Lba 104

Topics: Iran, Persian literature, Zoroastrianism Pages: 8 (2536 words) Published: September 1, 2013
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Background

The Shahnameh or Shah-nama "The Book of Kings") is a long epic poem written by the Persian poet Ferdowsi between c. 977 and 1010 AD and is the national epic of the Iran (Persia) and the Persian speaking world. Consisting of some 50,000 verses,[1] the Shahnameh tells mainly the mythical and to some extent the historical past of the Persian empire from the creation of the world until the Islamic conquest of Persia in the 7th century. Today Iran, Persian speakers of the neighboring nations such as Afghanistan and Tajikestan, and the greater region influenced by the Persian culture celebrate this national epic. The work is of central importance in Persian culture, regarded as a literary masterpiece, and definitive of ethno-national cultural identity of Iran.[2] It is also important to the contemporary adherents of Zoroastrianism, in that it traces the historical links between the beginnings of the religion with the death of the last Sassanid ruler of Persia during the Muslim conquest and an end to the Zoroastrian influence in Iran. Ferdowsi started writing the Shahnameh in 977 A.D and completed it on 8 March 1010.[3] The Shahnameh is a monument of poetry and historiography, being mainly the poetical recast of what Ferdowsi, his contemporaries, and his predecessors regarded as the account of Iran's ancient history. Many such accounts already existed in prose, an example being the Shahnameh of AbuMansur Daqiqi. A small portion of Ferdowsi's work, in passages scattered throughout the Shahnameh, is entirely of his own conception. 2|Page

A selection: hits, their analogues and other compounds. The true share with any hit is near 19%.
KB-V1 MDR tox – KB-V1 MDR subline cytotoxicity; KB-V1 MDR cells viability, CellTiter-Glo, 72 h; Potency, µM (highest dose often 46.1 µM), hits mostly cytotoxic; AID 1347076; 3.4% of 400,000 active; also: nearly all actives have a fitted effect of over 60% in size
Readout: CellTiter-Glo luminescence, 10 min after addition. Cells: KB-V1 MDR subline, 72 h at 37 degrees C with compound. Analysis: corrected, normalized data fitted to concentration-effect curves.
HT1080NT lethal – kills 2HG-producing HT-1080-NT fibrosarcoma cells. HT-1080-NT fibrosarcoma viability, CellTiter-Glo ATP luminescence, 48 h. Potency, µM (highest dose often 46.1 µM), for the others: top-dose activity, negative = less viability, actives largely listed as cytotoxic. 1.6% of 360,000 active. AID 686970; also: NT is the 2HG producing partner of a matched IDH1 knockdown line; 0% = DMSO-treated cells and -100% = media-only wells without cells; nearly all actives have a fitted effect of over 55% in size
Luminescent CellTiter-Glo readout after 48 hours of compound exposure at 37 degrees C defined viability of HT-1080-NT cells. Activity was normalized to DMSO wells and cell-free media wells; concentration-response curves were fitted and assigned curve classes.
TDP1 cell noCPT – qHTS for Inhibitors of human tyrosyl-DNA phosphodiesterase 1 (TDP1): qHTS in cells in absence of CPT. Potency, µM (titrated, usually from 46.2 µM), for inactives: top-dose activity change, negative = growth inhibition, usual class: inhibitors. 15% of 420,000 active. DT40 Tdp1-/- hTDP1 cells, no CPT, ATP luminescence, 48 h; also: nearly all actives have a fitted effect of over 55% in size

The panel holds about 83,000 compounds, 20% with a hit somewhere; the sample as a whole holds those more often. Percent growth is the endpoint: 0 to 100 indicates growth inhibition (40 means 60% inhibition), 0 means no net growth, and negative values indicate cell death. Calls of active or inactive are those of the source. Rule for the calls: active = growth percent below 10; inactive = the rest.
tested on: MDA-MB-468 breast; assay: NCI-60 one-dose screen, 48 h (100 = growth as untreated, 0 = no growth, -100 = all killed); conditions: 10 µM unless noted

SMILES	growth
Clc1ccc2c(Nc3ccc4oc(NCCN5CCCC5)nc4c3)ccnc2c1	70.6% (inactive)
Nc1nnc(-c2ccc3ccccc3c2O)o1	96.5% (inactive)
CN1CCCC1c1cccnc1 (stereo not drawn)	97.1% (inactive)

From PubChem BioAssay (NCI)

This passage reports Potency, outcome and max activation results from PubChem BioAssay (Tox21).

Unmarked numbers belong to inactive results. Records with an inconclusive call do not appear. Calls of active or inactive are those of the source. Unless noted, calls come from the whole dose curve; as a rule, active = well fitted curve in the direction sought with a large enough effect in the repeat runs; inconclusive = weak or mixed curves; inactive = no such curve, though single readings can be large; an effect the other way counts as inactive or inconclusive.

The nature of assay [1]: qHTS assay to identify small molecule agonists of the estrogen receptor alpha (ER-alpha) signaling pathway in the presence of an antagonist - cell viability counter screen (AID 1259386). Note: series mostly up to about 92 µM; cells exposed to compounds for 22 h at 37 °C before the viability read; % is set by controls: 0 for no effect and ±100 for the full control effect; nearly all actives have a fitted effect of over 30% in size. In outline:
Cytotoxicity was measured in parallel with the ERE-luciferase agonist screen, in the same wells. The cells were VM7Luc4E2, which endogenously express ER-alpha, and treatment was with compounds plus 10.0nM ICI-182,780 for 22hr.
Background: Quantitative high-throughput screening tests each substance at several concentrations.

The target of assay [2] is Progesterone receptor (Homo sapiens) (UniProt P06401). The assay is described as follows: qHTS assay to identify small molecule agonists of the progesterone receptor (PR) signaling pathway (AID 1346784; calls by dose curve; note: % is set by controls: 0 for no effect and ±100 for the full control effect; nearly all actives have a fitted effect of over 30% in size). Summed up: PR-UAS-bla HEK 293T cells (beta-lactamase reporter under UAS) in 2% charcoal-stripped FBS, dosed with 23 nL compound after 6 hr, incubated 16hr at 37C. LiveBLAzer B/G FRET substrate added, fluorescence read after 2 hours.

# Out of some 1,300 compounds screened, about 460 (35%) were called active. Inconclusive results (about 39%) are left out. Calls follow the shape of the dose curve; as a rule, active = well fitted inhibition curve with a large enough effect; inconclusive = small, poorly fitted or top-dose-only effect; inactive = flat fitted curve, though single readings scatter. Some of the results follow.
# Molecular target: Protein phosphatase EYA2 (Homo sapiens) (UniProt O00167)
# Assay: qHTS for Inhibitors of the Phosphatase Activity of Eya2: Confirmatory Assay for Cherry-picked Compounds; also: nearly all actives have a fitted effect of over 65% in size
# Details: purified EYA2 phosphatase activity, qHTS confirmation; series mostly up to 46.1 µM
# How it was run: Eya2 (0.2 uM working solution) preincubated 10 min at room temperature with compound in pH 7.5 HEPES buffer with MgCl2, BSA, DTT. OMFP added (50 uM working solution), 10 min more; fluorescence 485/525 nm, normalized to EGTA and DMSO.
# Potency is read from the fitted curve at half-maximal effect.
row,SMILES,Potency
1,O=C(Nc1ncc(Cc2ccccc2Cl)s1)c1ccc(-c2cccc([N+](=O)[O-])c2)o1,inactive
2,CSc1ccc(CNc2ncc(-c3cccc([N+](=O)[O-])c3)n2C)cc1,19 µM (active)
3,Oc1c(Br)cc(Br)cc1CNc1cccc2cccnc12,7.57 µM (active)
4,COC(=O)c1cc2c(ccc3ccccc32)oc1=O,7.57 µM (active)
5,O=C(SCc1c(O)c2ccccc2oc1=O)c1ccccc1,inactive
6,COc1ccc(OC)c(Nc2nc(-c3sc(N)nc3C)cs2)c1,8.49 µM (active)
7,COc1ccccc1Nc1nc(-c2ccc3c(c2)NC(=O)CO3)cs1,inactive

The Shahnameh is an epic poem of over 50,000 couplets, written in early Modern Persian. It is based mainly on a prose work of the same name compiled in Ferdowsi's earlier life in his native Tus. This prose Shahnameh was in turn and for the most part the translation of a Pahlavi (Middle Persian) work, known as the Xvatāynamāk ("Book of Kings"), a late Sassanid compilation of the history of the kings and heroes of Persia from mythical times down to the reign of Khosrau II (590–628). The xvatāynamāk contained historical information on the later Sassanid period, but it does not appear to have drawn on any historical sources for the earlier Sassanid period (3rd to 4th centuries).[4] Ferdowsi added material continuing the story to the overthrow of the Sassanids by the Arabs in the middle of the 7th century. It is only in the characterizations of the work's many figures, both male and female, that Zoroaster's original view of the human condition comes through. Zoroaster emphasized human free will. All of Ferdowsi's characters are complex; none is an archetype or a puppet. The best characters have flaws, and the worst have moments of humanity. Nationalist historiography in Iran has claimed that Ferdowsi was grieved by the fall of the Sassanid Empire and its subsequent rule by "Arabs" and "Turks". The Shahnameh, the argument goes, is largely his effort to preserve the memory of Persia's golden days and transmit it to a new generation so that they could learn and try to build a better world. However, the preservation of the pre-Islamic mythistorical legacy seems to be among Ferdowsi's main concerns, however a number of authors have formally challenged these views.[7] The mythical age This portion of the Shahnameh is relatively short, amounting to some 2,100 verses or four percent of the entire book, and it narrates events with the simplicity, predictability, and swiftness of a historical work. The heroic age Almost two-thirds of the Shahnameh is devoted to the age of heroes, extending from Manuchehr's reign until the conquest of Alexander the Great (Eskandar). The main feature of this period is the major role played by the Saka or Sistānī heroes who appear as the backbone of the Persian Empire. Garshāsp is briefly mentioned with his son Narimān, whose own son Sām acted as the leading paladin of Manuchehr while reigning in Sistān in his own right. His successors were his son Zāl...
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